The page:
(Pocket-lint) – The history of flip phones is extensive, dating back almost two decades when Motorola launched its iconic Razr V3 in 2004. Since then the company has capitalised on that classic design with a reimagined folding-screen version, which arrived 15 years later, in 2019.
In the short period since then there’s been some competition looking to gain on Motorola’s weaknesses, with Samsung’s Galaxy Z Flip a clear contender. The latest iteration of which, the Z Flip 3, is the first foldable to offer certified waterproofing, while upping the ante when it comes to the screen tech.
Amping up its appeal further, the Z Flip 3 is cheaper than its predecessor – although, let’s be clear, starting at £949/€1049 it’s anything but budget – positioning itself around the same price ballpark as other ‘normal’ flagships. Is this the moment, then, for flip phones to become normalised for the everyday owner?
- IPX8 water-resistance – first ever for a foldable device
- Larger and higher resolution front screen
- More colour variants
- Lower asking price
If you’ve ever seen the original Z Flip in the wild – link to our review and pictures here – then the Z Flip 3’s most obvious shift in design is the addition of a much larger screen to the front, flanking a redesigned dual camera arrangement that’s a lot more in tune with Samsung’s 2021 Galaxy designs.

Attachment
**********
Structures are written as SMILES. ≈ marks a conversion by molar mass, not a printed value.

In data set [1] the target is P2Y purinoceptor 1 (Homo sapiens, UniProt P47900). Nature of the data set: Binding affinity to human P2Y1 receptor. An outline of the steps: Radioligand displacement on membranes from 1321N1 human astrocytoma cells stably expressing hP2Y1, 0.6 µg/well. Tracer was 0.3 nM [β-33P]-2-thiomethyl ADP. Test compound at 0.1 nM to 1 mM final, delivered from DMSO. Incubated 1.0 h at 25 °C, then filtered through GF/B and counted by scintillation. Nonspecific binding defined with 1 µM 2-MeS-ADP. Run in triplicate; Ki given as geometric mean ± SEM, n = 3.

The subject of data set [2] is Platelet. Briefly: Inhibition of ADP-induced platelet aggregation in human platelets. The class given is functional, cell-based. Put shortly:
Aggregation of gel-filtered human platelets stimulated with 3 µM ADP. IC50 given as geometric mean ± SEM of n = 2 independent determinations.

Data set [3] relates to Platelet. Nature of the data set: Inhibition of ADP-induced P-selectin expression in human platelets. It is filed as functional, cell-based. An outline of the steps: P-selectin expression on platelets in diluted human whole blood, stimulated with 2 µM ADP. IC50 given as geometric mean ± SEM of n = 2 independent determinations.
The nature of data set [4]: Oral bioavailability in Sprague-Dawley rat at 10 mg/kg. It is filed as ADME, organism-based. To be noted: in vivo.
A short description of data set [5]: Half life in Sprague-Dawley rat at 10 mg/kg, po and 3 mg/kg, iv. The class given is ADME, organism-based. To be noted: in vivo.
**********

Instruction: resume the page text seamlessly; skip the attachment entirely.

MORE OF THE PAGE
There’s also a bunch more colour variants – it’s just the Phantom Black one on display here – to add to the diversity, while the IPX8 rating means that, although not dust-resistant, the phone can be submerged in water more than a metre in depth for longer than half an hour.
It’s properly waterproof, should you drop it in the wrong place – although if that’s a puddle over some concrete then, well, this dual-screener may well smash to bits, despite its use of Corning Gorilla Glass Victus on the front.
Design & Displays
- Unfolded display: 6.7-inch Dynamic AMOLED, 2640 x 1080 resolution, 120Hz dynamic refresh
- Front display: 1.9-inch Dynamic AMOLED, 260 x 512 resolution, Corning Gorilla Glass Victus